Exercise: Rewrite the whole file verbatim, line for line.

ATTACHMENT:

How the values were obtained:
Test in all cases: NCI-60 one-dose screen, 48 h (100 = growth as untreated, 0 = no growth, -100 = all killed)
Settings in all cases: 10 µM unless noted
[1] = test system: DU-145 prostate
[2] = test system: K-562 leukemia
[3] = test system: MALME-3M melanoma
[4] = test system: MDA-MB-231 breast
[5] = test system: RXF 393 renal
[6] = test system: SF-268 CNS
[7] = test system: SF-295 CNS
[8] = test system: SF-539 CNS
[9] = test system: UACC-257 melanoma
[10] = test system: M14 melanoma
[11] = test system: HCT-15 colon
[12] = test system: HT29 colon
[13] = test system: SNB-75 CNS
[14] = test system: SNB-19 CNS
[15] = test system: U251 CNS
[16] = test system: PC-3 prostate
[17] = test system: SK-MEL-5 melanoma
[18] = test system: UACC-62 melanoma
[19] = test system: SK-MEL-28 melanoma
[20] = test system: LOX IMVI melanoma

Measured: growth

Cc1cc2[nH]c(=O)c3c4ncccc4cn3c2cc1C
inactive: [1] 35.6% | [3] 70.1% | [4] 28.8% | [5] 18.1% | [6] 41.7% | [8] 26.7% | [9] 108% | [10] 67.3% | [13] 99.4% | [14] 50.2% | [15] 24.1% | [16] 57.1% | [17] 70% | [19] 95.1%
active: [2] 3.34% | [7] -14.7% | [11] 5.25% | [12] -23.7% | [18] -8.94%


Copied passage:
How the values were obtained:
Test in all cases: NCI-60 one-dose screen, 48 h (100 = growth as untreated, 0 = no growth, -100 = all killed)
Settings in all cases: 10 µM unless noted
[1] = test system: DU-145 prostate
[2] = test system: K-562 leukemia
[3] = test system: MALME-3M melanoma
[4] = test system: MDA-MB-231 breast
[5] = test system: RXF 393 renal
[6] = test system: SF-268 CNS
[7] = test system: SF-295 CNS
[8] = test system: SF-539 CNS
[9] = test system: UACC-257 melanoma
[10] = test system: M14 melanoma
[11] = test system: HCT-15 colon
[12] = test system: HT29 colon
[13] = test system: SNB-75 CNS
[14] = test system: SNB-19 CNS
[15] = test system: U251 CNS
[16] = test system: PC-3 prostate
[17] = test system: SK-MEL-5 melanoma
[18] = test system: UACC-62 melanoma
[19] = test system: SK-MEL-28 melanoma
[20] = test system: LOX IMVI melanoma

Measured: growth

Cc1cc2[nH]c(=O)c3c4ncccc4cn3c2cc1C
inactive: [1] 35.6% | [3] 70.1% | [4] 28.8% | [5] 18.1% | [6] 41.7% | [8] 26.7% | [9] 108% | [10] 67.3% | [13] 99.4% | [14] 50.2% | [15] 24.1% | [16] 57.1% | [17] 70% | [19] 95.1%
active: [2] 3.34% | [7] -14.7% | [11] 5.25% | [12] -23.7% | [18] -8.94%